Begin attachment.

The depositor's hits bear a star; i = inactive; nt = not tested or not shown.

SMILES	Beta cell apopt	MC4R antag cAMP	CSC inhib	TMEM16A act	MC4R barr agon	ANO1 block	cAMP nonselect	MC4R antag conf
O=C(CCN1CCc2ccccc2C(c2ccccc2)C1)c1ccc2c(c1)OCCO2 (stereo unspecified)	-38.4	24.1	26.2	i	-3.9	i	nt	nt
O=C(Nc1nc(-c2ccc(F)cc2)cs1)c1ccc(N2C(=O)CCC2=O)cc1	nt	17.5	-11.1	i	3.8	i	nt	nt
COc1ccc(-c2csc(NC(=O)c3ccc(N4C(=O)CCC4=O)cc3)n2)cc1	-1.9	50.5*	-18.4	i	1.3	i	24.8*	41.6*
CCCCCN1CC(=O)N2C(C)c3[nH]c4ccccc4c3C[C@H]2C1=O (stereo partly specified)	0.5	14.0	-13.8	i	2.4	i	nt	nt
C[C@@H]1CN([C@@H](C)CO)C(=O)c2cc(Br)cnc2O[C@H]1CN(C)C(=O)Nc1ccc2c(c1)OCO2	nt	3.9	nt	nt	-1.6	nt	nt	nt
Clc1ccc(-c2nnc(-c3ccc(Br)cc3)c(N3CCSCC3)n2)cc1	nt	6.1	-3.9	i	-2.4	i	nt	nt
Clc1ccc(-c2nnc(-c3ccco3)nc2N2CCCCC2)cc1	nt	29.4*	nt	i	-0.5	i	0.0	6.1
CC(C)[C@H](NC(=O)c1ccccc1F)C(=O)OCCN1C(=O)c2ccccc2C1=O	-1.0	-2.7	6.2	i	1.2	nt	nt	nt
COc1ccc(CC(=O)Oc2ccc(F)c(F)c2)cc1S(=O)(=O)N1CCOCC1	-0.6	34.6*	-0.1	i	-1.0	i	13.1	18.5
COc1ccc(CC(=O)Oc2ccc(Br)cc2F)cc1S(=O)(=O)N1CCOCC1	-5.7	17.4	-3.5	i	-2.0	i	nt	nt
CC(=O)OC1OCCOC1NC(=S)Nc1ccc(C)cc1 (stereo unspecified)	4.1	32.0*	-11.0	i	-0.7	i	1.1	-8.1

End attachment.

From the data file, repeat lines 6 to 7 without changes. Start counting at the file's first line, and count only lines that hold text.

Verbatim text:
CCCCCN1CC(=O)N2C(C)c3[nH]c4ccccc4c3C[C@H]2C1=O (stereo partly specified)	0.5	14.0	-13.8	i	2.4	i	nt	nt
C[C@@H]1CN([C@@H](C)CO)C(=O)c2cc(Br)cnc2O[C@H]1CN(C)C(=O)Nc1ccc2c(c1)OCO2	nt	3.9	nt	nt	-1.6	nt	nt	nt